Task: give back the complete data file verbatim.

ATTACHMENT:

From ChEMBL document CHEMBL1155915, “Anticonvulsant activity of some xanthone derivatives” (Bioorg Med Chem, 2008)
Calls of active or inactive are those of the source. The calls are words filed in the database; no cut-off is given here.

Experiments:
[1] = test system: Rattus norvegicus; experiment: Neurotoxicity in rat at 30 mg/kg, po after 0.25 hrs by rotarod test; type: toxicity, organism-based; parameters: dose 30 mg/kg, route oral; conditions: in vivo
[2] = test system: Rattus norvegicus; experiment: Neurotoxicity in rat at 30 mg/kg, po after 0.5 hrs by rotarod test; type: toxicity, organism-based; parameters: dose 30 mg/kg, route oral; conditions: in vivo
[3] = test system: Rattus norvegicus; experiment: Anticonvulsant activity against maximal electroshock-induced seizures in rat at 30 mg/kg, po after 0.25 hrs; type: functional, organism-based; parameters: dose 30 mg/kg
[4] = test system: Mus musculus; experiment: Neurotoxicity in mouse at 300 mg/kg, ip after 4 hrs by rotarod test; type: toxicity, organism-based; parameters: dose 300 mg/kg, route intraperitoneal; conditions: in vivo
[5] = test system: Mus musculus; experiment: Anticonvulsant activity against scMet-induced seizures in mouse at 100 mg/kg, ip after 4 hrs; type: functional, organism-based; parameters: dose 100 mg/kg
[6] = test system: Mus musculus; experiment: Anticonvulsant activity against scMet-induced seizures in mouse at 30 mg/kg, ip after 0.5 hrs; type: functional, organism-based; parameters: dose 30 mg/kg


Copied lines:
From ChEMBL document CHEMBL1155915, “Anticonvulsant activity of some xanthone derivatives” (Bioorg Med Chem, 2008)
Calls of active or inactive are those of the source. The calls are words filed in the database; no cut-off is given here.

Experiments:
[1] = test system: Rattus norvegicus; experiment: Neurotoxicity in rat at 30 mg/kg, po after 0.25 hrs by rotarod test; type: toxicity, organism-based; parameters: dose 30 mg/kg, route oral; conditions: in vivo
[2] = test system: Rattus norvegicus; experiment: Neurotoxicity in rat at 30 mg/kg, po after 0.5 hrs by rotarod test; type: toxicity, organism-based; parameters: dose 30 mg/kg, route oral; conditions: in vivo
[3] = test system: Rattus norvegicus; experiment: Anticonvulsant activity against maximal electroshock-induced seizures in rat at 30 mg/kg, po after 0.25 hrs; type: functional, organism-based; parameters: dose 30 mg/kg
[4] = test system: Mus musculus; experiment: Neurotoxicity in mouse at 300 mg/kg, ip after 4 hrs by rotarod test; type: toxicity, organism-based; parameters: dose 300 mg/kg, route intraperitoneal; conditions: in vivo
[5] = test system: Mus musculus; experiment: Anticonvulsant activity against scMet-induced seizures in mouse at 100 mg/kg, ip after 4 hrs; type: functional, organism-based; parameters: dose 100 mg/kg
[6] = test system: Mus musculus; experiment: Anticonvulsant activity against scMet-induced seizures in mouse at 30 mg/kg, ip after 0.5 hrs; type: functional, organism-based; parameters: dose 30 mg/kg